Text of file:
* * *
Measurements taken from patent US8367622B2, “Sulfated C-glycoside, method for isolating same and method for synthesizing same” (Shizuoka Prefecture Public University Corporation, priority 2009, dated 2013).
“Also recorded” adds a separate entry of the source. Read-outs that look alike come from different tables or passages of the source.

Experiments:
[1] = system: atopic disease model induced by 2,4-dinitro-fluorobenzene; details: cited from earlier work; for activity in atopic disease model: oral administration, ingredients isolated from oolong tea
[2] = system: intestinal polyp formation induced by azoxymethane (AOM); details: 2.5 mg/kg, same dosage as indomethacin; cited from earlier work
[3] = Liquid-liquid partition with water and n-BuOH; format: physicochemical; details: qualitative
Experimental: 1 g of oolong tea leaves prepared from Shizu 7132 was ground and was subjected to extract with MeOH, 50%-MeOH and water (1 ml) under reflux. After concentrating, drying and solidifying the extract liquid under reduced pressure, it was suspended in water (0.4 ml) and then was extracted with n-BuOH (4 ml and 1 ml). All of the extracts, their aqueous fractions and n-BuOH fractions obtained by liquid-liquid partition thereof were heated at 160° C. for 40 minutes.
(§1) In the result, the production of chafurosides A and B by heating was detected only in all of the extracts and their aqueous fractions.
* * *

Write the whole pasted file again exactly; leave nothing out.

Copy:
Measurements taken from patent US8367622B2, “Sulfated C-glycoside, method for isolating same and method for synthesizing same” (Shizuoka Prefecture Public University Corporation, priority 2009, dated 2013).
“Also recorded” adds a separate entry of the source. Read-outs that look alike come from different tables or passages of the source.

Experiments:
[1] = system: atopic disease model induced by 2,4-dinitro-fluorobenzene; details: cited from earlier work; for activity in atopic disease model: oral administration, ingredients isolated from oolong tea
[2] = system: intestinal polyp formation induced by azoxymethane (AOM); details: 2.5 mg/kg, same dosage as indomethacin; cited from earlier work
[3] = Liquid-liquid partition with water and n-BuOH; format: physicochemical; details: qualitative
Experimental: 1 g of oolong tea leaves prepared from Shizu 7132 was ground and was subjected to extract with MeOH, 50%-MeOH and water (1 ml) under reflux. After concentrating, drying and solidifying the extract liquid under reduced pressure, it was suspended in water (0.4 ml) and then was extracted with n-BuOH (4 ml and 1 ml). All of the extracts, their aqueous fractions and n-BuOH fractions obtained by liquid-liquid partition thereof were heated at 160° C. for 40 minutes.
(§1) In the result, the production of chafurosides A and B by heating was detected only in all of the extracts and their aqueous fractions.